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If this had been my first Trollope novel, I probably would not have stuck with the read, but overall I liked it. The description of Parliamentary action many be too detailed for some readers, but as a Canadian with a similar system, reading such a portrait set in the period when Canada's own parliament was working for nation status was interesting.
The occasional "recaps" of plot betray that the novel originally appeared as a serial, and I found that bit annoying.
If you're new to Trollope, I'd recommend that you start with one of the Barset Chronicles rather than Phinneas.
9 of 10 people found this review helpful
I want to second an opinion expressed in another review. Phineas Finn is not a good introduction to Trollope; read Doctor Thorne or The Little House at Allington first. This is not to detract from this excellent book, it just not the place to start with Trollope. Robert Whitfield turns in a splendid performance as narrator.
Phineas Finn liked women and women liked him. His philosophy could be best stated in the words of that 60's song,"If you can't be with the one you love, then love the one you're with". Restated: maybe a woman, in particular one Miss Mary Flood Jones, the girl back home, out of sight is a woman out of mind. Mr. Finn was a man of flexible principles and attachments. Clever, quick witted and handsome, he was scamp. I like him. He was a happy scamp, even a well meaning scamp. There were no mean bones in his body.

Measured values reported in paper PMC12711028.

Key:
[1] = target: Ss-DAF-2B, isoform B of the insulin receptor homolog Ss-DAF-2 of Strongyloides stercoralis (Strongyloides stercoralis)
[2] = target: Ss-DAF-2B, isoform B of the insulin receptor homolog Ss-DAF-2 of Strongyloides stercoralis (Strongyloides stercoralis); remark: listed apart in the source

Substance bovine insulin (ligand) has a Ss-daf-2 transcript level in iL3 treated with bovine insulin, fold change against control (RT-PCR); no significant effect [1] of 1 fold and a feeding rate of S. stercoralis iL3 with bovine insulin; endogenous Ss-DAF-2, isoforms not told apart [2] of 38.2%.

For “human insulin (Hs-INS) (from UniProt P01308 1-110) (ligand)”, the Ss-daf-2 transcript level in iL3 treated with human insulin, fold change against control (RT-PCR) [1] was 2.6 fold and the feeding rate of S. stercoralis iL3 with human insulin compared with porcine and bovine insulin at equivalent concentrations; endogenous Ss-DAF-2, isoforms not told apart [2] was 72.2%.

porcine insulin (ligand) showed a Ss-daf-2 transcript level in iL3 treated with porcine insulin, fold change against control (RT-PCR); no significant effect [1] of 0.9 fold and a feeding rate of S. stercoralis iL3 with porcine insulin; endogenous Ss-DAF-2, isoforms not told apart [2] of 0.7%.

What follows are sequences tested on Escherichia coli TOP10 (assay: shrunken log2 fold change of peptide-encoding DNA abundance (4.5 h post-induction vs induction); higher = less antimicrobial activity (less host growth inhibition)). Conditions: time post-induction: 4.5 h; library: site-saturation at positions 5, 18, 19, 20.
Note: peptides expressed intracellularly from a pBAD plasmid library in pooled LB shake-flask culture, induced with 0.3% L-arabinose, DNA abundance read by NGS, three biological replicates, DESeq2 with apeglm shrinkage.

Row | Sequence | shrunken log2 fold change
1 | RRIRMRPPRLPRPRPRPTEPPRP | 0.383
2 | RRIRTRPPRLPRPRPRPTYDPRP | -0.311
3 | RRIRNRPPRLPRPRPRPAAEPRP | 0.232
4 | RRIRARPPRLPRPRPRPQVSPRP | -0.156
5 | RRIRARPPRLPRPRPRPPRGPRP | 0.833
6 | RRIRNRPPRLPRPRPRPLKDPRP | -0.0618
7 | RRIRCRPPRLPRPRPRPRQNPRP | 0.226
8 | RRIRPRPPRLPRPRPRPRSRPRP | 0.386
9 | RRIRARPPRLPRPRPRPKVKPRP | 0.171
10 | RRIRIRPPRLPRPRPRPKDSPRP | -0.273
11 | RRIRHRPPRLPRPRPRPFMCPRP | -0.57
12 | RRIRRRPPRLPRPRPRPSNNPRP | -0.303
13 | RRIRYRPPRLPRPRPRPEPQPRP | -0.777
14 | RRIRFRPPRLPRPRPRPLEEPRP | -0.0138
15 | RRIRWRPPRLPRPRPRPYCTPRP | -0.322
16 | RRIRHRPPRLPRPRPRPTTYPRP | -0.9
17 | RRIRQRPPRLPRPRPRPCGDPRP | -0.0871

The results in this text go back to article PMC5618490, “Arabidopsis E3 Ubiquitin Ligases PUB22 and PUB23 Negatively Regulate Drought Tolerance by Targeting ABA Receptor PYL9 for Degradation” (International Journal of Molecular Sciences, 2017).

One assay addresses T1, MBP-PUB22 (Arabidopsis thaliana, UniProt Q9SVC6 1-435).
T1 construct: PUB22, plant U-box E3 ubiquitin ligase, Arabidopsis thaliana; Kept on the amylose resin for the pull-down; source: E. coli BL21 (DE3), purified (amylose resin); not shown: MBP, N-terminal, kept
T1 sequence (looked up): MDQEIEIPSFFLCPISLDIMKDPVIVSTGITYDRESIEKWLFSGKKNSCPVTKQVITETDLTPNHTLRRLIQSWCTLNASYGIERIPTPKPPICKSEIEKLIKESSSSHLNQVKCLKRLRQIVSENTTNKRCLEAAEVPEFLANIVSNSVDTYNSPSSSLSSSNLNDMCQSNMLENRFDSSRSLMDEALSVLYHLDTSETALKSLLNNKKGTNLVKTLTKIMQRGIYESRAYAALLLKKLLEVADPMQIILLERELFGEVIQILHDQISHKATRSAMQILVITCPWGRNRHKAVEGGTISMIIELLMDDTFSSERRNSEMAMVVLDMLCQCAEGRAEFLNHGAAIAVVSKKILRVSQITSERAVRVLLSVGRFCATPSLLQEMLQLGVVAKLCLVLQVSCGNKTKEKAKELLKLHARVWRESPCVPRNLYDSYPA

If you like inside politics, this is the book. He was a shooting star, flashing across the night sky suddenly appearing to be remarked upon then as suddenly gone. Elected to parliament without opposition at age twenty-five, the naive young man quickly finds himself at the center of political maneuvers and schemes. Then, suddenly, it was over but there is still the matter of the girl back home.
3 of 3 people found this review helpful
My intro to Trollope's Phineas Finn was through the 1970s TV series, The Pallisers, since watched on video and more recently DVD. The Phineas in Trollope's Palliser series is a mite more macho and naughty - his indecision as to which lovely lady to pursue to promote his political career versus his longing for the lovely pure Mary back home are well drawn by Trollope and one sympathises for his predicament in an era where, without inherited wealth and position within society, aspirations towards political power were hard to realise. The audio book has added a complexity to the character, but at the same time, with the deftness of touch which characterises Trollope's novels, where the human condition and foibles are exposed, but with gentle irony. If the sight of those close printed Trollope novels has put you off, in case of boredom, then try this audio book - it bowls along and takes you with it, effortlessly - I was sorry when it finished.
5 of 5 people found this review helpful